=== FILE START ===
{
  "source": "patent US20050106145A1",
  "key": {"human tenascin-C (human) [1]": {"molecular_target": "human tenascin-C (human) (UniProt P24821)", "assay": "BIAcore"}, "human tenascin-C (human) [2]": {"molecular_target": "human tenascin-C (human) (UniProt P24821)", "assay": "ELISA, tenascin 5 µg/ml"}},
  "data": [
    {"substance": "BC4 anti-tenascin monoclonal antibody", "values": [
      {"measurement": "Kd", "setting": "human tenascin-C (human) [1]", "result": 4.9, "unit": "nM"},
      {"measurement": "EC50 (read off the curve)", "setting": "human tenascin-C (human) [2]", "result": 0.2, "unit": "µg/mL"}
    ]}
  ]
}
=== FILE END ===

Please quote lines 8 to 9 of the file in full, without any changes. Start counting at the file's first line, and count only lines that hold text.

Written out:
    ]}
  ]